Serbian Red Star fan stabbed to death in Istanbul

Serbian Red Star fan stabbed to death in Istanbul

Serbian Red Star fan stabbed to death in Istanbul

The body of the killed Serbian basketball fan is taken to the Forensics Institute. DHA photo

A supporter of the Serbian basketball club Red Star was stabbed and killed on Nov. 21 in Istanbul in front of the venue where a Turkish Airlines Euroleague game between Galatasaray Liv Hospital and the visiting side was being played.

The Serbian club claimed in a written statement that the 25-year-old Marko Ivkovic was killed by Galatasaray hooligans, while the Istanbul police said the killing was the result of a fight between Red Star’s supporters.

Serbian Prime Minister Aleksandar Vucic voiced "outrage over the monstrous murder," according to a government statement on Nov. 22.

Serbia demands that the perpetrator be urgently "found, arrested and most severely punished," it added.

Turkish Prime Minister Ahmet Davutoğlu called Vucic to express his condolences over the death.

Davutoğlu voiced regret over the killing of Ivkovic and pledged that Turkish authorities would do everything to find the perpetrator.

Vucic also said that Galatasaray coach Ergin Ataman would not be welcome in Serbia after he "accused the killed young man and all other Red Star fans of terrorism," the Serbian government statement said.

Ataman wrote on his Twitter account on Nov. 22 that he was not aware of the killing when he made the remarks after the game. 

“My deepest condolences to Red Star club and the fans. I’m deeply saddened by their loss, this tragedy has no place in sport or life,” Ataman wrote.

The victim was immediately hospitalized after the incident on Nov. 21 and was operated on for five hours, but could not be saved.

“There were incidents among Galatasaray supporters and Red Star fans, who did not have tickets to watch the Turkish Airlines Euroleague game between Galatasaray Liv Hospital and Red Star, before the game on Nov. 21,” Istanbul police said in a written statement.

“The two groups threw stones and bottles on each other but the police kept them apart. It was understood that one supporter was stabbed and killed while the Red Star fans were being escorted from the venue. A probe has been launched into the incident,” the statement added.

The two sides battled in a sellout Euroleague match that Galatasaray won 110-103. But many fans were left outside with no tickets.

Nebojsa Covic, the Red Star president, blamed Turkish organizers and the police for the first spectator violence fatality in the Euroleague.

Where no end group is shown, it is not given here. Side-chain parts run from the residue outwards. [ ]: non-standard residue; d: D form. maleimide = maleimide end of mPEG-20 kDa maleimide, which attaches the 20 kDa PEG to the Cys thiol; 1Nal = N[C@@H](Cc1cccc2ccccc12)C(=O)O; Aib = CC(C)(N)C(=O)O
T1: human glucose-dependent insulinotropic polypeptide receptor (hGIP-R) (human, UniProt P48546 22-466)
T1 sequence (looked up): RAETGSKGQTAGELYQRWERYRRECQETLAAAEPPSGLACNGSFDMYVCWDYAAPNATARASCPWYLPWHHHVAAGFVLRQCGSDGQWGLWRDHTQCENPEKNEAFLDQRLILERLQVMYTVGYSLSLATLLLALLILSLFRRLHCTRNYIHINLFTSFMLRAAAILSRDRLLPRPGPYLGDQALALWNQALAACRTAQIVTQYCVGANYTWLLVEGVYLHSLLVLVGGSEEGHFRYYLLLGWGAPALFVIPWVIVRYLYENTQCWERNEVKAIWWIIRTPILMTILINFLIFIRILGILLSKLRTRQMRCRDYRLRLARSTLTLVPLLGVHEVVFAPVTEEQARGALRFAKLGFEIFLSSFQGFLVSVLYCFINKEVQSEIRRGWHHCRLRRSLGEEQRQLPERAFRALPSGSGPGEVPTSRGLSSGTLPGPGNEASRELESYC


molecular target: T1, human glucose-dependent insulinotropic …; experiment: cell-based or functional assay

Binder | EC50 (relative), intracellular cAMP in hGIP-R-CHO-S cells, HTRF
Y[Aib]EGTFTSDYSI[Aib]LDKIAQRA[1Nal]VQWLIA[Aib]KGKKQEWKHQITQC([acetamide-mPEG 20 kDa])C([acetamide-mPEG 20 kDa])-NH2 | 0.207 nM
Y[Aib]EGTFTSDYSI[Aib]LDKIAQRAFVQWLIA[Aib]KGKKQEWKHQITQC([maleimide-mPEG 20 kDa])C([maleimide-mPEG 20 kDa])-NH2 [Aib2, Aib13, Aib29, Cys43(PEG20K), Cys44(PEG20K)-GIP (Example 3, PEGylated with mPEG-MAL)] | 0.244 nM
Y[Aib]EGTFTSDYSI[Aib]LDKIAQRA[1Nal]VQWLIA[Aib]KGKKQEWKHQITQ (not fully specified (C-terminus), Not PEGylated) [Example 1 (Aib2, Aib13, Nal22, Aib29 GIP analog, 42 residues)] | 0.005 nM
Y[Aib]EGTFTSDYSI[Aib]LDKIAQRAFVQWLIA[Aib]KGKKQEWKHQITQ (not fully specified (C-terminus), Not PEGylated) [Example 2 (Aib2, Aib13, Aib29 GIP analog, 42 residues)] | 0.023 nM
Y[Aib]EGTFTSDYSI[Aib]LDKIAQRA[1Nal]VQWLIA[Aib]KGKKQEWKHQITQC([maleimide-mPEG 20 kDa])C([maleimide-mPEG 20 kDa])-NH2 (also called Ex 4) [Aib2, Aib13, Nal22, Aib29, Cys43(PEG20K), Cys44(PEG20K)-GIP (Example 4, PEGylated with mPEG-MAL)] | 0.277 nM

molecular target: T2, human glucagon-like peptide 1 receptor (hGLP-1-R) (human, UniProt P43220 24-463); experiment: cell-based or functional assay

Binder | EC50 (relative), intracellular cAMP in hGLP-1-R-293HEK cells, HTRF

"The organization of this game was a shame, the behavior of the [Turkish] police was a shame. They knew perfectly well what might happen," Covic said in comments published by Serbian media.

He said there were vacant seats in the stadium and claimed the Turkish club and police announced it was a sellout after they discovered more Serbian fans were coming.

Euroleague Basketball condemned the "senseless violence" in which Ivkovic died.

"This tragedy offends the true spirit of sports," Jordi Bertomeu, Euroleague Basketball president, said in a statement. "Violence has no place in our game, at our arenas or anywhere near them," he added.

Euroleague said it has requested that both clubs and the Turkish authorities make available all the information about the incident and will evaluate any measures to be taken.

Trouble erupted in front of the stadium, the Serbian consul in Istanbul Zoran Markovic told Serbian state-run Tanjug news agency.

According to Tanjug, Galatasaray fans attacked some 400 Red Star supporters who did not have tickets. Stones and flares were thrown in the battle.

The Turkish club said the fight was started by Red Star fans in streets outside the stadium and expressed "deep sorrow" over the death.

"We are of the opinion that this judicial case has nothing to do with Galatasaray Sports Club, or its supporters," Galatasaray said in a statement.

"We want to emphasize once more that violence overshadowing the basic goal of sports is unacceptable no matter where it comes from and in what form, and hope that peace will prevail in sports fields," it added.